For the third time, Aisin Group will sponsor WJR Radio’s “Paul W. Smith Show” as he broadcasts live from Japan. This time: Press Preview at the 45th Tokyo Motor Show, October 25-26, 2017. “Aisin has enjoyed a productive partnership with WJR and Paul W., who every day speaks directly to our customers, suppliers, community and […] READ MORE
How could this issue be tackled by both the government and individuals?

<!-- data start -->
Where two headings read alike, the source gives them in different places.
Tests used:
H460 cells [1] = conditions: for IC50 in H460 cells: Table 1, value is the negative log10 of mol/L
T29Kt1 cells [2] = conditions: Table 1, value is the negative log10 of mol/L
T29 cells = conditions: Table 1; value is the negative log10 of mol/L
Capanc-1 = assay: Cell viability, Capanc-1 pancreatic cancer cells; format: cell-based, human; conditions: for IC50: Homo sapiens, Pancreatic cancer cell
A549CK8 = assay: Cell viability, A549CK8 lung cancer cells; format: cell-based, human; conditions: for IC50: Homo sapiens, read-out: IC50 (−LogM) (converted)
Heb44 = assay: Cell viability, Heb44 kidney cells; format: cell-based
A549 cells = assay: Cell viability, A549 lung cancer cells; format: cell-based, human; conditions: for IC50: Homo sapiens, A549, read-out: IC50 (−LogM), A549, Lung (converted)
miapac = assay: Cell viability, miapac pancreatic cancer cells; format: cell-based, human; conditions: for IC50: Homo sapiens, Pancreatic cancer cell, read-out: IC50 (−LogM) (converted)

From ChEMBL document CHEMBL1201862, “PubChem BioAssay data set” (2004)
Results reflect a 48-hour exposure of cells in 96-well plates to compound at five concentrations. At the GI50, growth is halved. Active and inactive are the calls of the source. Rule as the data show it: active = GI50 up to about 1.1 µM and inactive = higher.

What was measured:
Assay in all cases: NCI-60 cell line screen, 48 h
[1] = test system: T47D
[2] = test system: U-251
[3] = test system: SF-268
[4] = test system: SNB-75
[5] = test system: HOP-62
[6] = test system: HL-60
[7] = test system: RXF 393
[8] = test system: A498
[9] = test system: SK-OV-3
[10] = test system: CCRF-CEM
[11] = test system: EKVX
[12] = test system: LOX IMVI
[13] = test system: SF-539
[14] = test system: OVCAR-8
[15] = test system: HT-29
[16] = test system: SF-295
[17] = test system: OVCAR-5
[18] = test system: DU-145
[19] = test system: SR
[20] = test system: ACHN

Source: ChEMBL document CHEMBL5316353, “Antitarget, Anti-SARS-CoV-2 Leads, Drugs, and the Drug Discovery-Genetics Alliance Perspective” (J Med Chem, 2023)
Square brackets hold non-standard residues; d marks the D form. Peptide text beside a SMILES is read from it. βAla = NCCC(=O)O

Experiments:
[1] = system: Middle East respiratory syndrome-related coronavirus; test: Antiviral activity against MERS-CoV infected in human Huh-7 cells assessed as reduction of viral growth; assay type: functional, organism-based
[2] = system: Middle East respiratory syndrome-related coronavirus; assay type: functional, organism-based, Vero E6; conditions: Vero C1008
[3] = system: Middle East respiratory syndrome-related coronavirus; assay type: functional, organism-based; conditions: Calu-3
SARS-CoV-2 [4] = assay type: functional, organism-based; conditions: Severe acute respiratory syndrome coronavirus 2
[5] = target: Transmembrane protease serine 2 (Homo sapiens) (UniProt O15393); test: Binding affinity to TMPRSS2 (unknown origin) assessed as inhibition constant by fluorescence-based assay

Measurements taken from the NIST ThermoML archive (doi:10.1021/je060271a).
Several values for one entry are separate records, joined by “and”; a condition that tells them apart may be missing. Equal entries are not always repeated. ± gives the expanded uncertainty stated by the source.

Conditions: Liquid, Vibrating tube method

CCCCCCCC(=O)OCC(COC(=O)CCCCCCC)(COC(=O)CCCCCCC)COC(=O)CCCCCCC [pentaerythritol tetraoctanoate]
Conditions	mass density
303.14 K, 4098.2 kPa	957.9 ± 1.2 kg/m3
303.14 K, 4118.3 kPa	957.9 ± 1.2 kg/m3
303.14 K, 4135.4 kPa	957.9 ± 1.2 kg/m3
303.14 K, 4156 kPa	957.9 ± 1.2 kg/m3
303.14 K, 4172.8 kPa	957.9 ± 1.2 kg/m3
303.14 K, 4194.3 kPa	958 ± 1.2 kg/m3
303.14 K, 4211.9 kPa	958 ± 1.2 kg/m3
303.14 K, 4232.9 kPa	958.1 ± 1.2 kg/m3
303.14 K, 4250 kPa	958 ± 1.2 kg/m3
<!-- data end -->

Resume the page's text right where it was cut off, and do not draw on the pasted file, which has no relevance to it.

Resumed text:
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Disease-causing pathogens transmitted from insects to humans are referred to as vector-borne diseases (Merrill & Timmreck, 2006). Vector-borne disease patterns will feel the effects of global warming more than any other type of infectious disease since “the most common vectors, arthropods, are cold-blooded, meaning that their internal temperature is greatly affected by the temperature of their environment” (Khasnis & Nettleman, 2005). Climatic consequences of global warming will directly impact the vectors’ breeding and growth rates as well as the length of biting season and exposure to humans (Natural Resources Canada, 2007). Furthermore, increases in global temperatures and precipitation will stimulate the production, growth and transmission of the pathogens that vectors transmit (WHO, 2003). Therefore, vectors and the pathogens they carry are predicted to increase in prevalence in climates that have experienced or are predicted to experience an increase in average seasonal temperatures as a result of global warming (Natural Resources Canada, 2007). To further the effect of warmer temperatures on the production and growth rates of various vectors, floods and heavy rainfall produced by global warming can leave behind standing pools of water which make ideal habitats for breeding and growth (Landrigan & Garg, 2002).